3rd Float Stone

This is not a change that I would currently make, but I could see why it could be useful. I would definitely include a third copy of Float Stone if I ever decided to put Regirock-EX back in the deck. Otherwise, I feel comfortable with the low count of Float Stone in the deck and will be keeping it that way unless I feel it can be easily exploited, but that hasn’t been a problem thus far.

2nd Super Rod

This is a count that we saw Tord Reklev implement at the Sheffield Regional Championships. While his list did differ in many other aspects, I still think a second Super Rod should not be ruled out as an option. When testing the two Super Rod, I didn’t mind it at all, and there were definitely games where I used the extra recovery. However, the decklist is very tight, as shown by the low Float Stone count. If I do find some space, a second Super Rod might be going in, but I am not convinced I will be able to do so.

Buzzwole/Garbodor

Pokémon – 11

4 Buzzwole-GX

1 Buzzwole FLI

2 Trubbish GRI

2 Garbodor BKP

2 Tapu Lele-GX

Trainers – 37

4 Cynthia

4 N

3 Guzma

1 Lillie

 

4 Nest Ball

4 Order Pad

4 Float Stone

4 Fighting Fury Belt

4 Beast Ring

3 Mysterious Treasure

1 Random Receiver

1 Counter Catcher

Energy – 12

7 F

4 Strong

1 Beast p

Card Choices

4 Cynthia, 4 N, 0 Professor Sycamore, 1 Lillie

This is the supporter line I had and talked about in my last article, and I am still convinced that this is correct. If a Professor Sycamore were to be included, it would have to be in addition to these counts. This is because “shuffle draw” supporters are very strong in this deck, mostly because you want to avoid discarding precious resources such as Beast Ring. This makes maxing the amount of Cynthias and Ns you play a great idea, especially because N is a great supporter in this deck for other reasons too. In the beginning of the game, you will almost always be slower than your opponent due to a lack of energy acceleration. This will lead to you falling slightly behind, and N becoming a very useful start to your “comeback”.

I like Lillie in this deck for a couple reasons. First off, it is obviously an incredible card to use on the first turn. Outside of Beast Ring and Garbodor, you can almost always thin your hand out really well to maximize the value of Lillie. Lillie is also a supporter you can use in the mid to late game without discarding any cards.

4 Order Pad

This is what makes the whole deck tick! I am pretty sure that this deck wouldn’t be played if Order Pad were not a card. Order Pad just has so many chances to win you the game with a deck like this, it is too good not to play. In the beginning of the game, Order Pad is great for quickening your setup. Not only can it help to find a supporter via Random Receiver or Mysterious Treasure, but it can help establish Garbodor or find a crucial Float Stone too. As the game goes on, Order Pad is really only used to find Beast Ring or Random Receiver. The whole point of the deck is to flood the board with energy via Beast Ring, make your Buzzwoles harder to kill with Fighting Fury Belts, and N the opponent to limit their options.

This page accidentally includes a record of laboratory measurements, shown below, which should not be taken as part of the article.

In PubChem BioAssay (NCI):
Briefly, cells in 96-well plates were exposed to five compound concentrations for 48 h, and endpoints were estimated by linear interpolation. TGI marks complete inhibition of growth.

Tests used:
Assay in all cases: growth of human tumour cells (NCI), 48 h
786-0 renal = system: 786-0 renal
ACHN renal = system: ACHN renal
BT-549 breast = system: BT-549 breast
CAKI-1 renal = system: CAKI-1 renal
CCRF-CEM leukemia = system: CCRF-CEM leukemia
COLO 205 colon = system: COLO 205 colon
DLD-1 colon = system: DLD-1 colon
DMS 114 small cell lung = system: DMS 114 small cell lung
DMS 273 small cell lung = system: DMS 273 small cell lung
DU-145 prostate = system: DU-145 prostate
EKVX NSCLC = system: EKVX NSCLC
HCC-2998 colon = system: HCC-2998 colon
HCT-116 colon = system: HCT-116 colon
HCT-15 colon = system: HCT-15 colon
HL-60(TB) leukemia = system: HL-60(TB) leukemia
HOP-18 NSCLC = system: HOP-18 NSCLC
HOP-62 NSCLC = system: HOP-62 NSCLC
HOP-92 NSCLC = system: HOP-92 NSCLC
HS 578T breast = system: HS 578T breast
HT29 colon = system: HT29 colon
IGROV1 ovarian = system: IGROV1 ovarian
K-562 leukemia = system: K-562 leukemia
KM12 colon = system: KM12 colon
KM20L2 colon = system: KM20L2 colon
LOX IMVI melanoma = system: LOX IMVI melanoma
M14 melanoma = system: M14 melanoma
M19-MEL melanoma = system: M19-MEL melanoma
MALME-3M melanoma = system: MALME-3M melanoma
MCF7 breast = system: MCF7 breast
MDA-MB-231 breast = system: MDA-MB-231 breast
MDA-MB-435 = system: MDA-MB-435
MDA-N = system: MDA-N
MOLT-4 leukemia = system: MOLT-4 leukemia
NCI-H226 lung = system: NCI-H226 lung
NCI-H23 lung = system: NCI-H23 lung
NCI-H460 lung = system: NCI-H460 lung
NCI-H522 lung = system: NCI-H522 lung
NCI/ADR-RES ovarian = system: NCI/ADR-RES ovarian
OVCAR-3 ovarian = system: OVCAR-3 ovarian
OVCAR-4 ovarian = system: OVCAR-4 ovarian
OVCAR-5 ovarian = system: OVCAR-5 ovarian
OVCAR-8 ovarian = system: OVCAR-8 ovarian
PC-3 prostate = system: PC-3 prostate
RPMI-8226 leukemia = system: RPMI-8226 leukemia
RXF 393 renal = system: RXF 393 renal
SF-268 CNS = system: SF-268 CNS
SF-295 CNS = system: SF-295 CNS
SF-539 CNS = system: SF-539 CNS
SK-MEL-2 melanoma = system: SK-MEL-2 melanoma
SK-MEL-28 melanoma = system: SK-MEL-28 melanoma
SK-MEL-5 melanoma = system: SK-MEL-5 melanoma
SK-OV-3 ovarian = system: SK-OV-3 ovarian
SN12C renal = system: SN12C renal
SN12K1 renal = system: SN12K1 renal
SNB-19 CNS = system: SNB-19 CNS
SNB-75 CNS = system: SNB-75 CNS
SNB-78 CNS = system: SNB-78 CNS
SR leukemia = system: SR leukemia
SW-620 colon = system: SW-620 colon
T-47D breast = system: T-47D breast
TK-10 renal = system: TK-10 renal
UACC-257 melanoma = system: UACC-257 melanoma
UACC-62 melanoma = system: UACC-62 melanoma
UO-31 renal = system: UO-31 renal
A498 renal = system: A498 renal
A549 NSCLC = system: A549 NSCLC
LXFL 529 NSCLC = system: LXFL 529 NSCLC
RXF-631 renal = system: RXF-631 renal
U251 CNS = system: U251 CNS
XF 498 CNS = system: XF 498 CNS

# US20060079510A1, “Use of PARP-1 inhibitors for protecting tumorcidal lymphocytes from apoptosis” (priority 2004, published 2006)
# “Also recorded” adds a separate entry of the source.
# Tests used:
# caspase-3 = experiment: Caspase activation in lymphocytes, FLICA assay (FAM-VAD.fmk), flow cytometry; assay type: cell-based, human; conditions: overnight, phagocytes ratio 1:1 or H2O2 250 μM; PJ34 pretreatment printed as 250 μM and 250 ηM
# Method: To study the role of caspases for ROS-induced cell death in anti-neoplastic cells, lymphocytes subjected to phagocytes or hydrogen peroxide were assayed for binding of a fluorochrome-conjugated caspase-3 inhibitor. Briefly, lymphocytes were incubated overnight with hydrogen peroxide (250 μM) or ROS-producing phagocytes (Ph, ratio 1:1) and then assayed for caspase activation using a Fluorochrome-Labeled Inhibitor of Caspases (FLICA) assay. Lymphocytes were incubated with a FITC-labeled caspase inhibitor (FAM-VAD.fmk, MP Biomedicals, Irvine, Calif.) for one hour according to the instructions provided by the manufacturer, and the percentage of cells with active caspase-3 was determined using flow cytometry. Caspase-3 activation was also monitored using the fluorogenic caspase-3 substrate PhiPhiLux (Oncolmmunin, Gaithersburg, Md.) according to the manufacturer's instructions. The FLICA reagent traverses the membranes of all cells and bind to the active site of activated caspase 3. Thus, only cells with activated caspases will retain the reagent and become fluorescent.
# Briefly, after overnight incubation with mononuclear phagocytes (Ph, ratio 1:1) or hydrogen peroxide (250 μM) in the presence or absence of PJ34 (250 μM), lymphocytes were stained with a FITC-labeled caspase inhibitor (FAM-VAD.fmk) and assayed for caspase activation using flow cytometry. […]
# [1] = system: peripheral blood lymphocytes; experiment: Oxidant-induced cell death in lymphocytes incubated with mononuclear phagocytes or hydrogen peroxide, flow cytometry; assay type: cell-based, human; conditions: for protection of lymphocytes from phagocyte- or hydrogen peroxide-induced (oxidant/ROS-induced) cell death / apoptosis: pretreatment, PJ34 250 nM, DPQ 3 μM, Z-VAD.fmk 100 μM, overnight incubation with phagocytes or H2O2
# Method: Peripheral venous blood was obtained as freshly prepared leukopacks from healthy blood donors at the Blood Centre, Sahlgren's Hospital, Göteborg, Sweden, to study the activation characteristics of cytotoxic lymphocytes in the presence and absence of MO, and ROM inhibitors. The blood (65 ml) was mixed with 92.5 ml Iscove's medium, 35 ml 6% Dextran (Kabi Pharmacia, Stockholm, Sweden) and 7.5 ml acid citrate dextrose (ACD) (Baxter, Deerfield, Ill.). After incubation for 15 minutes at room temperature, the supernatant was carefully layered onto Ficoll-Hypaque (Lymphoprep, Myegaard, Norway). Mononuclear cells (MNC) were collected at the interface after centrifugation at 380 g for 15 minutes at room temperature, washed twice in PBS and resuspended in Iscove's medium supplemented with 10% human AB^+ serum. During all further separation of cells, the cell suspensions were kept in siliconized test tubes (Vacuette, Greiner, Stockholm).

Random Receiver

This is a very strong card in this deck! I would definitely not remove this card from the deck, even if it might seem like a weird inclusion. Obviously, it can fail to find you a draw supporter because of Guzma, so it is a little risky. However, outside of the first couple turns, Guzma is a very acceptable result of Random Receiver. Once you have energies on the board, you don’t need much else, which makes Guzma a powerful option a lot of the time. Without Random Receiver in the deck, Order Pad would not be able to get you a supporter if you have Garbodor on the field. Additionally, having the potential to find Random Receiver in your opening hand increases the consistency of the deck just a tad.

Counter Catcher

This is the new hot tech! Popularized by our very own Christoper Schemanske at Mexico City Regionals, this tech has gone on to be played in pretty much every Buzzwole/Garbodor list I have seen since. The card is very strong in this deck because of how much synergy it has. Not only is it very easy to use due to the slow nature of the deck, but it is also much easier to find than in other decks because of Order Pad. Counter Catcher is especially strong in the Malamar and Buzzwole matchups, as it can allow you to avoid a baby Buzzwole or help get around a Moon’s Eclipse-GX.

Potential Inclusions

4th Mysterious Treasure

This is not a necessary inclusion, but I have found it to be especially strong against Zoroark and Malamar decks. Getting Garbodor out immediately is a key to handling some of the stronger Zoroark starts, which can otherwise get out of hand. In a similar fashion, Malamar is also heavily reliant on abilities, and getting a turn two Garbodor can force them to find a Field Blower in order to attack. Garbodor is also very strong against Buzzwole/Lycanroc-GX, as they also have some crucial abilities, but you can afford to be a bit slower about getting it out. I would definitely recommend this inclusion if you find yourself losing games due to Garbodor being slow to come out.